1. Revving up reviews
Online reviews matter, but buying them is unethical. So people will be finding new ways to generate legitimate positive reviews. One example: Grade.us builds a “review funnel,” channeling customers from their experience with you directly to review sites via URLs and QR codes. You must make it easy for fans to play up your business’ name.
2. Visual appeal
Increasingly, marketing will help people think in pictures. “Infographics will dominate not only for social media marketing, but support graphics for editorial articles and press releases,” says Melih Oztalay, CEO of SmartFinds Internet Marketing. “These visual representations of knowledge present complex information to be easily consumed by the reader.”
3. Social scale-back
“After falling in love with all things social media, small business owners are cutting back, limiting their involvement to two or three tools, rethinking networking and introducing measures for their marketing efforts. Many have wasted precious time and money [on social media] in 2013 and now are looking to be more strategic and pragmatic about what’s working and what’s not for 2014,” says Donna Marie Thompson of Peak Profit Potential.
4. Local leverage
Micro-shopping will continue to build momentum in the coming year. “Small and local business will be hot: Shopping local and locally grown will become more popular. People are recognizing that when they shop locally, this keeps dollars local,” says Bill Corbett Jr., president of Corbett Public Relations. Business owners should be looking for ways to build up their home-grown credentials in all their marketing.
5. Return to roots
It will be the year for keeping it real. “Do what best fits your brand. I would never do video. I just don’t feel comfortable doing that, but I love print and radio interviews,” offers Dave Wakeman, principal of Wakeman Consulting Group. “Your marketing needs to reflect who you are and not what some ‘ninja’ or ‘guru’ is telling you that you have to do.”
6. Embrace the basics
The tried-and-true will still hold sway. “Some ‘old’ techniques like traditional direct mail are seeing a resurgence as online mailboxes become more and more full and traditional ‘snail mail boxes’ remain relatively empty,” says Linda Pophal of Strategic Communications LLC.
7. Reward the repeaters
Regulars are the life-blood of any business and as such should be rewarded for their year-in, year-out devotion. As small businesses look to hold their ground in a still-uncertain economy, the smart ones will be giving their regular customers discounts, special sales and invitation-only events to help keep them incentivized,” suggests David Rusenko, founder and CEO of Weebly.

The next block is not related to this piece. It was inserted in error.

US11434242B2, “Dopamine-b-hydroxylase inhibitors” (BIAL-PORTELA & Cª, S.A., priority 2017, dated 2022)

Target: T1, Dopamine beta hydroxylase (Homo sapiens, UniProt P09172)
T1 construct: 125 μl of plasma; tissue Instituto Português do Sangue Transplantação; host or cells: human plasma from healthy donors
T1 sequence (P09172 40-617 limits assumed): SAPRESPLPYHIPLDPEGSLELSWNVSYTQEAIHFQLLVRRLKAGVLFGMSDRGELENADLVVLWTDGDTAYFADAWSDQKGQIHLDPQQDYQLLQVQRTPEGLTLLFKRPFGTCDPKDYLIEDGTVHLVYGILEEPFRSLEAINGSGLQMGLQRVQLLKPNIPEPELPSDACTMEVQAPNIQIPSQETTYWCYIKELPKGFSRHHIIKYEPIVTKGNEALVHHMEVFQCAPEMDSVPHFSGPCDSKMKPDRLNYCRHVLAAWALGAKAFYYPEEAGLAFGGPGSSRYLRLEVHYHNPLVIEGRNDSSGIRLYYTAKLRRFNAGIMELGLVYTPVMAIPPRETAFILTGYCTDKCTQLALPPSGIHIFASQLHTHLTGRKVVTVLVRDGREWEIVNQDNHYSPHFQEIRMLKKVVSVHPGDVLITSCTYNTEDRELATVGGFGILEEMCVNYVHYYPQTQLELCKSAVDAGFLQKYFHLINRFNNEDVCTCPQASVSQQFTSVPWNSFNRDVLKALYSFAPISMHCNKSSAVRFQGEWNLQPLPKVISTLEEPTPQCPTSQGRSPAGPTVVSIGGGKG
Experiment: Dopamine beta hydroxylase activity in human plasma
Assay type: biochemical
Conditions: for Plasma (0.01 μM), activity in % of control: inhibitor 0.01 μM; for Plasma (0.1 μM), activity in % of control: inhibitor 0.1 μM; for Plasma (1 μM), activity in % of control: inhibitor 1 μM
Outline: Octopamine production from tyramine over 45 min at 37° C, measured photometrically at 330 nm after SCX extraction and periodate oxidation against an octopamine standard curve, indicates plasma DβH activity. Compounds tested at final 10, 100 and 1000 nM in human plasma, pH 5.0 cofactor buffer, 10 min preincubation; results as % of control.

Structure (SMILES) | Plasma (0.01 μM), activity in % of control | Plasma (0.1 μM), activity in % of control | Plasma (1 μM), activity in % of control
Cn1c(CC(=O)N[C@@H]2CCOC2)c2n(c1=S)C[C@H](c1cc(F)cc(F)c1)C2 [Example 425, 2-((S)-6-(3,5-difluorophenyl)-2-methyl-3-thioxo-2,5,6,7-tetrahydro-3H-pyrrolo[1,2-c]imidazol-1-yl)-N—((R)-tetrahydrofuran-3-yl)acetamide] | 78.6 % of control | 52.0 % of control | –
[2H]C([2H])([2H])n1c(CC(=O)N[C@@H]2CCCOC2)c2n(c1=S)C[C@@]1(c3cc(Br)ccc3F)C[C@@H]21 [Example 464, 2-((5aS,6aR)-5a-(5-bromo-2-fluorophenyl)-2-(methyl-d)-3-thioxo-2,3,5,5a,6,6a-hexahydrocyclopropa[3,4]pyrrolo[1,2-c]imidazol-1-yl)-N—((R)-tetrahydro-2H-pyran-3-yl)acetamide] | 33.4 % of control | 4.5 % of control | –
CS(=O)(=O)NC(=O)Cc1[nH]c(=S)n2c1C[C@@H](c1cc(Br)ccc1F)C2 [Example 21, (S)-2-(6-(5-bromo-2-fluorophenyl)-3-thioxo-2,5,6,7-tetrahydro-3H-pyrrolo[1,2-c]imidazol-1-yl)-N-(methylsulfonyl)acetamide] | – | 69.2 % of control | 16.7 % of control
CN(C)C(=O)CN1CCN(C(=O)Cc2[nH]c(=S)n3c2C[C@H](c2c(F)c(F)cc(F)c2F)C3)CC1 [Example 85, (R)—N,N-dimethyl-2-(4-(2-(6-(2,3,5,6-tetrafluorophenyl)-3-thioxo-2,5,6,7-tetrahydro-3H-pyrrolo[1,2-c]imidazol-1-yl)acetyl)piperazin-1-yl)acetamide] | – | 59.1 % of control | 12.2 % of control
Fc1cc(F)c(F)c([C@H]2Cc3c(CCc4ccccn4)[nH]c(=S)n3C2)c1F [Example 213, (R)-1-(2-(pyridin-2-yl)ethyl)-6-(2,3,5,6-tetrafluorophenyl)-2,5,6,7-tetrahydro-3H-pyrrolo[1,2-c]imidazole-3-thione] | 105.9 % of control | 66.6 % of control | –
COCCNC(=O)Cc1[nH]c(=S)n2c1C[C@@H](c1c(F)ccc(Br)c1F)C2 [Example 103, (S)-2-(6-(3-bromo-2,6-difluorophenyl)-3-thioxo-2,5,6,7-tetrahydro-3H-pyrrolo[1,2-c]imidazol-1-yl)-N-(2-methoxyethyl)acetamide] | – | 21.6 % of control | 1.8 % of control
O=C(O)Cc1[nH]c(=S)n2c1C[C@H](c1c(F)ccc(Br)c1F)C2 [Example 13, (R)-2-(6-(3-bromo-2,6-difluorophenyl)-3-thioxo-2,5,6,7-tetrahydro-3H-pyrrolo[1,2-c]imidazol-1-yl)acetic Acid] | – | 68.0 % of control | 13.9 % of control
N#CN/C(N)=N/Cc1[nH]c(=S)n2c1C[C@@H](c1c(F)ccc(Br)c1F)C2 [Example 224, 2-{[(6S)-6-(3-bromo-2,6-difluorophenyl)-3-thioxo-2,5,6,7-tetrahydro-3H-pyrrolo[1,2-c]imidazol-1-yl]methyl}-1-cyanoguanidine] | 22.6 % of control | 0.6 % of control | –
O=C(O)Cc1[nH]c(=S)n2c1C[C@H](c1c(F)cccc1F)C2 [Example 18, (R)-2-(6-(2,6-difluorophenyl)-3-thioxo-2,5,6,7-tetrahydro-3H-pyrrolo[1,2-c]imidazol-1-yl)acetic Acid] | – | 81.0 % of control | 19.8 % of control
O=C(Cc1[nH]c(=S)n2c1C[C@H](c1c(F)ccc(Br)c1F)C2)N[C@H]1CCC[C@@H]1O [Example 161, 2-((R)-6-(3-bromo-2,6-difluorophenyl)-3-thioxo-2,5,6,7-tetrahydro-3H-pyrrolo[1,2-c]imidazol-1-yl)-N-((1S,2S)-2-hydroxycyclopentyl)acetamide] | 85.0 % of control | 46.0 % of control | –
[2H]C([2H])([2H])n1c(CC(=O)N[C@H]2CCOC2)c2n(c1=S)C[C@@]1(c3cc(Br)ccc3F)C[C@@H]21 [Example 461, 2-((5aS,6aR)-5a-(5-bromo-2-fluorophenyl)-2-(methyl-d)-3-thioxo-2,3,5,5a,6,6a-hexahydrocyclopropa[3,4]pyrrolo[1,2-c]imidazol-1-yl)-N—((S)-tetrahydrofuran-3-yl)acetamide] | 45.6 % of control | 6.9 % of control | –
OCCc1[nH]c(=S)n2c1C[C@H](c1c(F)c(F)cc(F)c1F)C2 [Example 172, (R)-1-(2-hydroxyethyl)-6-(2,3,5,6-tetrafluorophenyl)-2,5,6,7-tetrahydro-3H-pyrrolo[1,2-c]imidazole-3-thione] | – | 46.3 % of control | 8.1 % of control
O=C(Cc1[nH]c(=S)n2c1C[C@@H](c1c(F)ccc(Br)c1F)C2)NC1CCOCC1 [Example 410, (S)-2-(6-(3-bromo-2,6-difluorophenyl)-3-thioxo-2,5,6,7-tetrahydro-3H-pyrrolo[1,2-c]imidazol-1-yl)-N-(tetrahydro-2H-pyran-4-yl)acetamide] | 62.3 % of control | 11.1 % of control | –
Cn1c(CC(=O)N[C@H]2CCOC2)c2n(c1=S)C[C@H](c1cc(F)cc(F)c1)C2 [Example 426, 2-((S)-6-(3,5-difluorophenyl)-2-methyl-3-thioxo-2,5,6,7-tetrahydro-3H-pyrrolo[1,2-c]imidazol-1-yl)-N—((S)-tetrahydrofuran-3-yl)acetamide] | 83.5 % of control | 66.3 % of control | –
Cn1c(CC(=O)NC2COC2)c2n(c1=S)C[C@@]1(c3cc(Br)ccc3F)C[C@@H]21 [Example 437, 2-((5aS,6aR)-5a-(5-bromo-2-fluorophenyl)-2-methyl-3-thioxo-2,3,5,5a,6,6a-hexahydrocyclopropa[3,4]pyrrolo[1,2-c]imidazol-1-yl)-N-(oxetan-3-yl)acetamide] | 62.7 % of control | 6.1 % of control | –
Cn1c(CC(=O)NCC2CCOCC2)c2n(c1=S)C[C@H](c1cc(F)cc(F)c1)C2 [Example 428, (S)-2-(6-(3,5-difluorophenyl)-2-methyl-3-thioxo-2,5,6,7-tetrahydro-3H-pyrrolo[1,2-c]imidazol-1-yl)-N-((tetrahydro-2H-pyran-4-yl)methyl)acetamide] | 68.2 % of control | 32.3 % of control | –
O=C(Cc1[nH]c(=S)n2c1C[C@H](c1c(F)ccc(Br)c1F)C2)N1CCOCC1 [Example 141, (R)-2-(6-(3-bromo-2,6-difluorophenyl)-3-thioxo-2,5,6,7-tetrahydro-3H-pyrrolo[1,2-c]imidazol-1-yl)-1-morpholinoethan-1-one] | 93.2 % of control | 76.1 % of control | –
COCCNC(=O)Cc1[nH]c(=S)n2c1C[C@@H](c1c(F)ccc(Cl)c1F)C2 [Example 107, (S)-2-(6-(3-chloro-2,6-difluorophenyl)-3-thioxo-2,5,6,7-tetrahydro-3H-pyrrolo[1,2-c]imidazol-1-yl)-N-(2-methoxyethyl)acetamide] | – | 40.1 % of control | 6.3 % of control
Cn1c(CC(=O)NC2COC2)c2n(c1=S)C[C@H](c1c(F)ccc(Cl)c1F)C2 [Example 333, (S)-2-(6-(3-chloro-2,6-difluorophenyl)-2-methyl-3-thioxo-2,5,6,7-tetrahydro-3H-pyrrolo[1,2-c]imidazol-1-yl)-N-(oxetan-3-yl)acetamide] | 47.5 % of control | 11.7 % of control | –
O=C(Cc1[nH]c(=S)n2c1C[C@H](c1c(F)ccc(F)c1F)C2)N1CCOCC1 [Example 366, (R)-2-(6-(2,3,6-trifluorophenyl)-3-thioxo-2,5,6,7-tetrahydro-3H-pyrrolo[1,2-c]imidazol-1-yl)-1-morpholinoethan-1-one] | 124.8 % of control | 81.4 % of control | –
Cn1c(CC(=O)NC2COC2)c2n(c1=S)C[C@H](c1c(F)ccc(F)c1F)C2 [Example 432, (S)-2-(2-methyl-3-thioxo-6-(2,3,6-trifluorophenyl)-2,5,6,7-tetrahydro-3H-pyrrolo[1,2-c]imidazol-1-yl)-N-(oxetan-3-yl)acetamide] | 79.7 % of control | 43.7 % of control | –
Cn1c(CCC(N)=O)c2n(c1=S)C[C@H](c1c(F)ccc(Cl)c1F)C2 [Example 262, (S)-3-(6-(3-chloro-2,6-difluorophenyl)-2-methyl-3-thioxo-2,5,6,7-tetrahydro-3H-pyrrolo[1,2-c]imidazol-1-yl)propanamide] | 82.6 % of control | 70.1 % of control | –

“Brands are taking advantage of current news topics in the moment things happen and attaching news to their brand in some way to capitalize on the newsworthiness,” according to Melissa DiGianfilippo and Alexis Krisay, owners of Serendipit Consulting. “This can be done through relevant blog posts, social media sharable graphics or media opportunities.” Approach with caution: Not every event can be leveraged for PR purposes.
9. Making websites work
“According to research recently conducted by Peer 1 Hosting, 81 percent of online shoppers will not shop on a site that can’t deliver a faultless online shopping experience. Further, 65 percent say they’ve abandoned an online shopping cart because of website time-outs and slow page loads,” explains Robert Miggins, SVP business development at Peer 1 Hosting. The ever-growing emphasis on online contact will bring with it a marketing imperative to keep pages working seamlessly.
10. Instream advertising
“It works by pitching a format-appropriate message in the social portal of your choice. In the past it was only big business’ game, but more and more small businesses are jumping on board since it’s possible to set geo-targeted parameters very specifically and therefore pay substantially less than you would for a nationwide campaign,” says Daniel Zayets-Volshin, managing partner of WebsiteBoston.com. “The growth of instream advertising models is going to be one of the most fruitful marketing trends of 2014.” (How 3 Small Businesses Use Instagram for Marketing)
Mobile apps. Mobile messaging. Mobile advertising. Whatever your marketing strategy, make sure it fits on a phone or tablet. Do it strategically and thoughtfully—but do it. Smart phone = smart marketing.